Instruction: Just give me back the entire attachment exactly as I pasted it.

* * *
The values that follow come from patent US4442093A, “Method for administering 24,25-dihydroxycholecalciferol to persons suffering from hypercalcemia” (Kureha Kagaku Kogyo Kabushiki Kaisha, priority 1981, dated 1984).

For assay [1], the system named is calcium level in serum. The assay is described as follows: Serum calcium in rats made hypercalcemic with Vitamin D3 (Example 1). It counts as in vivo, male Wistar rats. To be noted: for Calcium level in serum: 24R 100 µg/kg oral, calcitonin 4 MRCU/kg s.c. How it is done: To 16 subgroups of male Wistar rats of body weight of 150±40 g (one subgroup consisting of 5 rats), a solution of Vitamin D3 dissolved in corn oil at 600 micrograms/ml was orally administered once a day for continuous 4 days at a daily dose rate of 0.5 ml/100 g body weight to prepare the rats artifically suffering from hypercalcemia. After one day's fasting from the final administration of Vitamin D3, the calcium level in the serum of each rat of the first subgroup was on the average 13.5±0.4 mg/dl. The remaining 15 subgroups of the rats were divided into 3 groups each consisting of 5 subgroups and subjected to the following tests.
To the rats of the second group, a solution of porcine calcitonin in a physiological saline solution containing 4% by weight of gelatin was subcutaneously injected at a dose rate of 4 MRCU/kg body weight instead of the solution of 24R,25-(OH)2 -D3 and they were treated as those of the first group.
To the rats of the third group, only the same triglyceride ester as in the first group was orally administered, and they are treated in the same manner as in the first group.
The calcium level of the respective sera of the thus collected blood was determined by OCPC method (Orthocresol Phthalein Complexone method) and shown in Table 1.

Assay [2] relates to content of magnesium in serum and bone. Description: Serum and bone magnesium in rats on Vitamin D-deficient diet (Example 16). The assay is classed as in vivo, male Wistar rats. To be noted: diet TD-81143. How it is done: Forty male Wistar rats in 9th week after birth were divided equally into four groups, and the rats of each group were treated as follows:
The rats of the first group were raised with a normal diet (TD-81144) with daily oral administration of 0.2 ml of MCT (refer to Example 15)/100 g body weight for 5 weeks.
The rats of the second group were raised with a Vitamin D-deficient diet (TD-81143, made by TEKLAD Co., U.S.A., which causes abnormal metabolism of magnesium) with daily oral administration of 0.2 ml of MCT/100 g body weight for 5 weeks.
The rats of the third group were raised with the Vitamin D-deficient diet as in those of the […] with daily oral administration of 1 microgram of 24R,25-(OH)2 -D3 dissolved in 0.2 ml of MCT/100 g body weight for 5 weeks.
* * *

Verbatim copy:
The values that follow come from patent US4442093A, “Method for administering 24,25-dihydroxycholecalciferol to persons suffering from hypercalcemia” (Kureha Kagaku Kogyo Kabushiki Kaisha, priority 1981, dated 1984).

For assay [1], the system named is calcium level in serum. The assay is described as follows: Serum calcium in rats made hypercalcemic with Vitamin D3 (Example 1). It counts as in vivo, male Wistar rats. To be noted: for Calcium level in serum: 24R 100 µg/kg oral, calcitonin 4 MRCU/kg s.c. How it is done: To 16 subgroups of male Wistar rats of body weight of 150±40 g (one subgroup consisting of 5 rats), a solution of Vitamin D3 dissolved in corn oil at 600 micrograms/ml was orally administered once a day for continuous 4 days at a daily dose rate of 0.5 ml/100 g body weight to prepare the rats artifically suffering from hypercalcemia. After one day's fasting from the final administration of Vitamin D3, the calcium level in the serum of each rat of the first subgroup was on the average 13.5±0.4 mg/dl. The remaining 15 subgroups of the rats were divided into 3 groups each consisting of 5 subgroups and subjected to the following tests.
To the rats of the second group, a solution of porcine calcitonin in a physiological saline solution containing 4% by weight of gelatin was subcutaneously injected at a dose rate of 4 MRCU/kg body weight instead of the solution of 24R,25-(OH)2 -D3 and they were treated as those of the first group.
To the rats of the third group, only the same triglyceride ester as in the first group was orally administered, and they are treated in the same manner as in the first group.
The calcium level of the respective sera of the thus collected blood was determined by OCPC method (Orthocresol Phthalein Complexone method) and shown in Table 1.

Assay [2] relates to content of magnesium in serum and bone. Description: Serum and bone magnesium in rats on Vitamin D-deficient diet (Example 16). The assay is classed as in vivo, male Wistar rats. To be noted: diet TD-81143. How it is done: Forty male Wistar rats in 9th week after birth were divided equally into four groups, and the rats of each group were treated as follows:
The rats of the first group were raised with a normal diet (TD-81144) with daily oral administration of 0.2 ml of MCT (refer to Example 15)/100 g body weight for 5 weeks.
The rats of the second group were raised with a Vitamin D-deficient diet (TD-81143, made by TEKLAD Co., U.S.A., which causes abnormal metabolism of magnesium) with daily oral administration of 0.2 ml of MCT/100 g body weight for 5 weeks.
The rats of the third group were raised with the Vitamin D-deficient diet as in those of the […] with daily oral administration of 1 microgram of 24R,25-(OH)2 -D3 dissolved in 0.2 ml of MCT/100 g body weight for 5 weeks.